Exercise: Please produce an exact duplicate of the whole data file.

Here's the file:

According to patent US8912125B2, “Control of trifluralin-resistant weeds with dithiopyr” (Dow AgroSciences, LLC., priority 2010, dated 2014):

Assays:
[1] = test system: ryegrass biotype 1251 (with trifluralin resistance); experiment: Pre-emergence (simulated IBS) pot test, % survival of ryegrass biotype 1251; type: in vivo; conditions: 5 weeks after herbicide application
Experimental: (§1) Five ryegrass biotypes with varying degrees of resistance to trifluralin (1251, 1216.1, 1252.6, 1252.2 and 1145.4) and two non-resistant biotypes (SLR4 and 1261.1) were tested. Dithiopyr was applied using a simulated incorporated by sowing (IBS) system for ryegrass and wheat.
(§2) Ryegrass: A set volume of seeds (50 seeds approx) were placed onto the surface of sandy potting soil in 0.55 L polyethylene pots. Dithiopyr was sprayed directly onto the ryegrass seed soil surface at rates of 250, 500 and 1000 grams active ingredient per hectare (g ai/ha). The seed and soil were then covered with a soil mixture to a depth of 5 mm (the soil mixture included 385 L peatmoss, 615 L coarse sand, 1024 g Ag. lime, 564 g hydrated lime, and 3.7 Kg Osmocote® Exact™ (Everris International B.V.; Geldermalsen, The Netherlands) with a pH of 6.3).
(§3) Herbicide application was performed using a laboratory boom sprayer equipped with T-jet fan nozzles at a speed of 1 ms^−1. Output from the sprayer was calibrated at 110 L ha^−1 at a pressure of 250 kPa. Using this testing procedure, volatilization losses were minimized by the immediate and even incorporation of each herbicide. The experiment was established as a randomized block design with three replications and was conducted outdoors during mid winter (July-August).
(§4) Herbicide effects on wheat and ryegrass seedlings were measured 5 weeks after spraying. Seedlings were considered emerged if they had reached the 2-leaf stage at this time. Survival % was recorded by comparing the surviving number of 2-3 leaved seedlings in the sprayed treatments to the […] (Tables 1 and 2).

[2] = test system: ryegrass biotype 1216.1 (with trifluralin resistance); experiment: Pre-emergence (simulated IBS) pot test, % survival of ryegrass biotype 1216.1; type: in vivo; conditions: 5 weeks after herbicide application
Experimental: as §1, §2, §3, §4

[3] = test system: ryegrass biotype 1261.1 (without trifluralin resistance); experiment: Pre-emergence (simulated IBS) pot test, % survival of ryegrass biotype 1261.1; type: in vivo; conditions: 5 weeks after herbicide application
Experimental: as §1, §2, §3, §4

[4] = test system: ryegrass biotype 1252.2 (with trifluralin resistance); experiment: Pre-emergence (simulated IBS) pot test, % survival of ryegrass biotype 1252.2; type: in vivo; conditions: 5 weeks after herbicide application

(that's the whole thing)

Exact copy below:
According to patent US8912125B2, “Control of trifluralin-resistant weeds with dithiopyr” (Dow AgroSciences, LLC., priority 2010, dated 2014):

Assays:
[1] = test system: ryegrass biotype 1251 (with trifluralin resistance); experiment: Pre-emergence (simulated IBS) pot test, % survival of ryegrass biotype 1251; type: in vivo; conditions: 5 weeks after herbicide application
Experimental: (§1) Five ryegrass biotypes with varying degrees of resistance to trifluralin (1251, 1216.1, 1252.6, 1252.2 and 1145.4) and two non-resistant biotypes (SLR4 and 1261.1) were tested. Dithiopyr was applied using a simulated incorporated by sowing (IBS) system for ryegrass and wheat.
(§2) Ryegrass: A set volume of seeds (50 seeds approx) were placed onto the surface of sandy potting soil in 0.55 L polyethylene pots. Dithiopyr was sprayed directly onto the ryegrass seed soil surface at rates of 250, 500 and 1000 grams active ingredient per hectare (g ai/ha). The seed and soil were then covered with a soil mixture to a depth of 5 mm (the soil mixture included 385 L peatmoss, 615 L coarse sand, 1024 g Ag. lime, 564 g hydrated lime, and 3.7 Kg Osmocote® Exact™ (Everris International B.V.; Geldermalsen, The Netherlands) with a pH of 6.3).
(§3) Herbicide application was performed using a laboratory boom sprayer equipped with T-jet fan nozzles at a speed of 1 ms^−1. Output from the sprayer was calibrated at 110 L ha^−1 at a pressure of 250 kPa. Using this testing procedure, volatilization losses were minimized by the immediate and even incorporation of each herbicide. The experiment was established as a randomized block design with three replications and was conducted outdoors during mid winter (July-August).
(§4) Herbicide effects on wheat and ryegrass seedlings were measured 5 weeks after spraying. Seedlings were considered emerged if they had reached the 2-leaf stage at this time. Survival % was recorded by comparing the surviving number of 2-3 leaved seedlings in the sprayed treatments to the […] (Tables 1 and 2).

[2] = test system: ryegrass biotype 1216.1 (with trifluralin resistance); experiment: Pre-emergence (simulated IBS) pot test, % survival of ryegrass biotype 1216.1; type: in vivo; conditions: 5 weeks after herbicide application
Experimental: as §1, §2, §3, §4

[3] = test system: ryegrass biotype 1261.1 (without trifluralin resistance); experiment: Pre-emergence (simulated IBS) pot test, % survival of ryegrass biotype 1261.1; type: in vivo; conditions: 5 weeks after herbicide application
Experimental: as §1, §2, §3, §4

[4] = test system: ryegrass biotype 1252.2 (with trifluralin resistance); experiment: Pre-emergence (simulated IBS) pot test, % survival of ryegrass biotype 1252.2; type: in vivo; conditions: 5 weeks after herbicide application